Kristin Murphy, Deseret News
PROVO — People danced in the streets.
They hugged perfect strangers.
They lit off fireworks.
And in general, they celebrated and celebrated and celebrated.
For a city home to a university that's won the title of "Most stone-cold sober" for 12 years in a row, Provo didn't look, act or feel like Provo Saturday evening.
In the wake of BYU's stunning 14-13 upset over No. 3 Oklahoma, spontaneous celebrations erupted throughout this city and lasted well into the early hours of the morning on Sunday.
BYU fans formed impromptu gatherings at places like LaVell Edwards Stadium, the Marriott Center, and the Wilkinson Center, among others, and several hundred of them showed up at the Provo Municipal Airport to welcome home the team when it landed at 1:45 in the morning.
It was a celebration unlike anything Provo had experienced in a long time.
"I've never seen everyone in Provo so excited after a game," said 21-year-old student Laurie Angell, who had been very sick for the past two days but nonetheless showed up at the Provo airport to celebrate BYU's arrival.
She wasn't the only one who felt that way.
BYU coach Bronco Mendenhall and his wife, Holly, had no idea that so many BYU students had showed up at the Provo airport when the team touched down just after 1:45 a.m. on Sunday. But after doing their best to wake their three sons — Cutter, Breaker and Raeder — the Mendenhalls, with BYU players following them, took time to acknowledge the support.
"It's a first for me," said Bronco Mendenhall of the early-morning reception. "I didn't know that the victory would have this kind of a widespread response already, but I think it's fantastic that these kids would stay up and come out to welcome our team. We appreciate it."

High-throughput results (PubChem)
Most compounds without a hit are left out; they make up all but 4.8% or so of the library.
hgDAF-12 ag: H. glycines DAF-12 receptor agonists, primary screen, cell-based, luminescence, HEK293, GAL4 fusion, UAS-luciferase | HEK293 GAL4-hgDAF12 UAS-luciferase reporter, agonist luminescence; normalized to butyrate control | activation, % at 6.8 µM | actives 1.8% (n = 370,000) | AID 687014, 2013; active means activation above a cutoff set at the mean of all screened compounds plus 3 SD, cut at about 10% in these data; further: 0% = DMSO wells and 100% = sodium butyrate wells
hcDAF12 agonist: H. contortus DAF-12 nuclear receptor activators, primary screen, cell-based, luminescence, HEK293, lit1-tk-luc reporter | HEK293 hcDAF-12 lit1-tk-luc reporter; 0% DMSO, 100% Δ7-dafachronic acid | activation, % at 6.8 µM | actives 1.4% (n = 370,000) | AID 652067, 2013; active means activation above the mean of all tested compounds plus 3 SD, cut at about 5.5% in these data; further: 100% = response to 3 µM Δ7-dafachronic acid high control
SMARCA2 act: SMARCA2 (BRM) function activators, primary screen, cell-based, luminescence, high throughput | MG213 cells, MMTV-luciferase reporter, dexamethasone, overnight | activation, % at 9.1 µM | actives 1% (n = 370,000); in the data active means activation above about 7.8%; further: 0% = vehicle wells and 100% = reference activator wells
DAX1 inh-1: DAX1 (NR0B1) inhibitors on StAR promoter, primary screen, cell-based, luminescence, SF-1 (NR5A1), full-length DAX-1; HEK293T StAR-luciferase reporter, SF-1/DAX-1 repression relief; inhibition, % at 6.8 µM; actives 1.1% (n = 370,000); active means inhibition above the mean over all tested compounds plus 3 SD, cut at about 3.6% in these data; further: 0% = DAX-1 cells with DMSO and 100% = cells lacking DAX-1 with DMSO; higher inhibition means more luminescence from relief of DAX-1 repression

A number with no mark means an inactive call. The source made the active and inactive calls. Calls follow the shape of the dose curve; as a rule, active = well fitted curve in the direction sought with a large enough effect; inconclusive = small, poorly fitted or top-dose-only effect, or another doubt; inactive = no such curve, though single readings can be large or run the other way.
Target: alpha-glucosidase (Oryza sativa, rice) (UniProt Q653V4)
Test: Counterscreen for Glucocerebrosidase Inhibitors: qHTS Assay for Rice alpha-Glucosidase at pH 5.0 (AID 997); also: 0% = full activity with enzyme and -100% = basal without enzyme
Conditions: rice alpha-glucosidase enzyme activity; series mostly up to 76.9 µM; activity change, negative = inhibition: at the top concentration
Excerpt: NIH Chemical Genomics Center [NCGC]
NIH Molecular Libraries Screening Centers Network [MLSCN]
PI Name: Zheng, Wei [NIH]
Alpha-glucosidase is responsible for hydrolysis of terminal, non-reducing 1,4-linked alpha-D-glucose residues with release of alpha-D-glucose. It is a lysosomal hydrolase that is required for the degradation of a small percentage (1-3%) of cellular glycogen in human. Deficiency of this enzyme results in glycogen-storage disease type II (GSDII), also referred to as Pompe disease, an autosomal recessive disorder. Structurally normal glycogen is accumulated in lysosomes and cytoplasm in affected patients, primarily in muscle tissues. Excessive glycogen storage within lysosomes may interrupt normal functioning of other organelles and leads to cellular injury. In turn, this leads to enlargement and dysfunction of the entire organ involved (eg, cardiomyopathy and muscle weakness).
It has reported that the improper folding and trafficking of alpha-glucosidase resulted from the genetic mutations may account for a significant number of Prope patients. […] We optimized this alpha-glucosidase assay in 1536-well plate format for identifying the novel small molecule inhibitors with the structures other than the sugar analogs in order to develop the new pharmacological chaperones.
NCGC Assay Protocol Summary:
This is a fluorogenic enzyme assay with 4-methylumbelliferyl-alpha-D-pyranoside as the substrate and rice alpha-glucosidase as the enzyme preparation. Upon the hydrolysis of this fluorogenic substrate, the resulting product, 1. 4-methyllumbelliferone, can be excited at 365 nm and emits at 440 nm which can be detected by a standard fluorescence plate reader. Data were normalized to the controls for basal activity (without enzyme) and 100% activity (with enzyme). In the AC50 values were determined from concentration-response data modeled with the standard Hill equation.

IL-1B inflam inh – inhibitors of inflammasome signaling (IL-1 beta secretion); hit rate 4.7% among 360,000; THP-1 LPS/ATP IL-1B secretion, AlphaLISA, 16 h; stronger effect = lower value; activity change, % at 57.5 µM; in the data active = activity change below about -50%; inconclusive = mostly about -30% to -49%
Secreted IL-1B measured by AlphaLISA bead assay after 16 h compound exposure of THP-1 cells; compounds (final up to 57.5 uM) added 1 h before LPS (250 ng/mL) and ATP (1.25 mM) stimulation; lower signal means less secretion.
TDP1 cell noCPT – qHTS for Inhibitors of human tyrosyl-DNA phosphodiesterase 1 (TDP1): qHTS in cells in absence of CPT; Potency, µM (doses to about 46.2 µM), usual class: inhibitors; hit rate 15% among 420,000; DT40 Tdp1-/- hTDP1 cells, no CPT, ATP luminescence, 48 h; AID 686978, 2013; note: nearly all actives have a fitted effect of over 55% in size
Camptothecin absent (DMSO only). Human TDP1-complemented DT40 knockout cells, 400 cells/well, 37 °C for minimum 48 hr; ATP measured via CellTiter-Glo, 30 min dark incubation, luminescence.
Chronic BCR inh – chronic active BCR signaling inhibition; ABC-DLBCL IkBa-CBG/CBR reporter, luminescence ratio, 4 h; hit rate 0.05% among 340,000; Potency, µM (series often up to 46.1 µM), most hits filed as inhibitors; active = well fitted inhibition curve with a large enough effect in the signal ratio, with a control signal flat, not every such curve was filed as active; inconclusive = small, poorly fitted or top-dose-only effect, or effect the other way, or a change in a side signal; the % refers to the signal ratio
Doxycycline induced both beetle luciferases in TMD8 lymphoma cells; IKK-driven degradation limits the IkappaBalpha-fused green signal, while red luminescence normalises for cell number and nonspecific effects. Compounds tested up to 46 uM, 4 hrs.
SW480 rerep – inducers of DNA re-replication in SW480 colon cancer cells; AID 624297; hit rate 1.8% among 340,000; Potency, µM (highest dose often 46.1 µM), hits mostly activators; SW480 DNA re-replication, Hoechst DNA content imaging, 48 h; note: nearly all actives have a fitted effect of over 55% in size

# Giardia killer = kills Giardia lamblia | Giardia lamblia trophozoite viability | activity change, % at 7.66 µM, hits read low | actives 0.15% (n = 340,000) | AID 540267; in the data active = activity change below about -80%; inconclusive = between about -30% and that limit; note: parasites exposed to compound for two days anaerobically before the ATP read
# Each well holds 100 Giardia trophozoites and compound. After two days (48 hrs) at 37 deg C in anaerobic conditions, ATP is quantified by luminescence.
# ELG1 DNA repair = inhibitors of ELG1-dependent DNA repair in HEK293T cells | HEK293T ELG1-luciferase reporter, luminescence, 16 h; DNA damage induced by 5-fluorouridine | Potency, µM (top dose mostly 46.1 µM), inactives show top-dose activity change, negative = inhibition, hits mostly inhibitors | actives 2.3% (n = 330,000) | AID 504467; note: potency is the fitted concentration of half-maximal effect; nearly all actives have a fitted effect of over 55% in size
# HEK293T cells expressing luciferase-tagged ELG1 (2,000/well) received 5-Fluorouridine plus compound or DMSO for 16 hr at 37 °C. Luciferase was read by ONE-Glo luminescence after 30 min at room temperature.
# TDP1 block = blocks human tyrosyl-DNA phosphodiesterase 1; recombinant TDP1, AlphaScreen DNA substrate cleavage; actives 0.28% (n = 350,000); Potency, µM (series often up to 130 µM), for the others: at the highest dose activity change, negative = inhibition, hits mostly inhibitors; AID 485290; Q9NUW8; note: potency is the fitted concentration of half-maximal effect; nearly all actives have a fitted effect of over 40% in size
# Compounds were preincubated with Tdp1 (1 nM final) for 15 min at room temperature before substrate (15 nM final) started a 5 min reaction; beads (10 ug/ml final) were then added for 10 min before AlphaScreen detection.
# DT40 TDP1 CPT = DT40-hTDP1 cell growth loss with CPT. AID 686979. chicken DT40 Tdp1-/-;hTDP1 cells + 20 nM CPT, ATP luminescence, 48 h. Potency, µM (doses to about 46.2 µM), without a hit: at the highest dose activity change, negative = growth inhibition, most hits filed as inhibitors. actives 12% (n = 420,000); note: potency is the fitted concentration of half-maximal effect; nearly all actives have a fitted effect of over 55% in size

With the BYU students corralled behind a string of orange cones, BYU's coaches and players gave high-fives to their admirers before Mendenhall took a mic and briefly addressed them.
"Our hope is that we can continue to have these kind of meetings and reunions every week," he told the fans. "We can certainly feel your support all the way from here, and I think this is just the beginning."
As was the case with his coach, BYU defensive end Jan Jorgensen was taken back by the reception his team received when it touched down in Provo but expressed appreciation to BYU's students for coming out.
"It's cool. It's really cool," said Jorgensen. "I've never seen anything like this before. Not many people have the opportunity to have this experience, so it's cool."
All in all, the reception at the airport, which was organized by Aaron Haslam, the vice president of activities for Cougar United, and executed by Dann Shumway, handler of Airside Operations at the airport, went off without any problems.
Like many other BYU students, Haslam went outside to celebrate after the Cougars held on to defeat Oklahoma in the first college football game played at shimmering Cowboys Stadium, and he quickly realized it would be fun to organize a mini-rally for the team when it arrived home in the early hours of the morning.
"I basically said, 'This needs to happen. What do we need to do?' " said Haslam, who got in touch with Shumway over the phone.
Shumway made Haslam's vision a reality.
Despite having just three hours to get ready, Shumway managed to coordinate with Provo police and did what was necessary to host the students on the airport tarmac.
"Provo police told me I was crazy, but I thought we could keep the BYU students under control," said Shumway. "They did well."
Brothers Phil and Wayne Bulsiewicz of Raleigh, N.C., appreciated the fact that they were able to celebrate with their team at what proved to be a decent-size event.
"One of the things that makes those other colleges big time is that they make it big time by coming out and celebrating," said Wayne.
For one evening, at least, BYU fans certainly made themselves "big time."
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